I love seeing that the product the bees are making here [is] important to the chefs in the restaurants.
Do you have any funny stories about your time keeping bees?
[One night] I twisted up and curled my mustache with some wax. I went to bed and forgot about it. I came in the next day and grabbed the observation frame we had used for the event from the office so I could put it back in the hive.
I opened the top, and I really didn’t think I needed to light my smoker to subdue the bees. I was just going to be in the hive for a few seconds. I wore my bee suit, but there was a tiny hole I never noticed in the netting. I pulled about ten bees out of my beard [they liked the wax], and about 20 stingers out of my face. I ran around to the barn and just dowsed myself with water.
It’s funny now, but it wasn’t then. I call them professional hazards. Also, I’m actually allergic to bee stings, but my body has acclimated to being stung, so while it won’t kill me, I still get a little swollen if I’m stung. I keep the EpiPen in my wife’s car, just in case.
Last season was the farm’s best honey harvest to date. How do you transfer the honey to the hotel, and how do they use the honey from the hives?
We pull a frame of honey out, brush off the bees, put it in a plastic sleeve and close it up. The chefs will put it in the freezer so they can use it as needed for events and recipes.
They take the frame and put it on a food display for the breakfast buffet or a cheese and charcuterie display. Guests can then serve themselves honey and honeycomb straight from the frame. It’s a fun way to go straight to the source for an ingredient.
We also will sometimes create a “working observation frame” display, where we take the whole frame with the bees and encase it in glass so guests can see the bees working on the comb. They also have their own extractor on property that they use to bottle the honey.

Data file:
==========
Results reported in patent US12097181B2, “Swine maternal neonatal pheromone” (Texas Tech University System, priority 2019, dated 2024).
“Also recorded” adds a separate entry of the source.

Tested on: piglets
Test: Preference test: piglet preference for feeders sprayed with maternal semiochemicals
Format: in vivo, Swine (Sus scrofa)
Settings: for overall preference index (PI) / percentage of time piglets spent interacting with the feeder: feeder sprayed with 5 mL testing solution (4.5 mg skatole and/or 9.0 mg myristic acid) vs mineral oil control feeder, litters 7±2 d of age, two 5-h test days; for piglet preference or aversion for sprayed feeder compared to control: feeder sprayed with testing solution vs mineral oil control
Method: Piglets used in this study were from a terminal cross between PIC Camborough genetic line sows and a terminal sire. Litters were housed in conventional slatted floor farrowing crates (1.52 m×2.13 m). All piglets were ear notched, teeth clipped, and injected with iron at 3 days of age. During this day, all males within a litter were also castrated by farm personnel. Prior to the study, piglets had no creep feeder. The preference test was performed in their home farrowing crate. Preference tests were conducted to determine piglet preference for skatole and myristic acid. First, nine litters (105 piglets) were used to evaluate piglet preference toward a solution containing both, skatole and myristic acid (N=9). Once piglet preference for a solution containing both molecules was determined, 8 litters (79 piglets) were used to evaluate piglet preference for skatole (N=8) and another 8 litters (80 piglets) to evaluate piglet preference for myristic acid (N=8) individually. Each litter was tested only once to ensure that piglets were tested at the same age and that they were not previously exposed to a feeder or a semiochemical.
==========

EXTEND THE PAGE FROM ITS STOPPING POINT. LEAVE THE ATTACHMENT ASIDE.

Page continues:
Sometimes they’ll also ask me to come in and talk about the bees, the honey and how it pairs with food. I love being able to showcase the farm-to-table aspect of the resort and flex my education muscles.
How can resort guests experience the apiary?
I am usually here twice a week to care for the hives. If I am here and a guest wants to come out and learn about the apiary and see the bees, I love the opportunity to show them around. If this is something you want to do, wear light-colored clothing — bees are attracted to dark colors — and comfortable shoes. Allow for an hour or so for the tour and a little education.
It’s important to understand that one teaspoon of honey is the life’s work of 12 bees. It’s not a small feat to make honey, and that’s why honey can be very expensive. The yield is low, but the reward is high. So if you get a chance to taste the honey from a farm, and can actually meet the bees that made it, it’s a special experience.
What do you see as trends in beekeeping in hotels and hospitality. Is this a thing now?
It’s very much a thing now. I am still very involved with the American Culinary Federation and have given talks to chefs at the national conventions about beekeeping in hospitality spaces. Chefs are very interested in this. This year, I’ll be doing “A Day in the Field with Chef Jimmy,” where chefs can get hands-on experiences with the bees.
It would be my dream to turn the apiary here at Grande Lakes Orlando into the perfect training ground for other hotels and resorts to learn about this process and the added value it can bring to the guests and to the hotel food and beverage programs.
How do you enjoy honey best?
Neat. Straight from the source and unadulterated, from a teaspoon.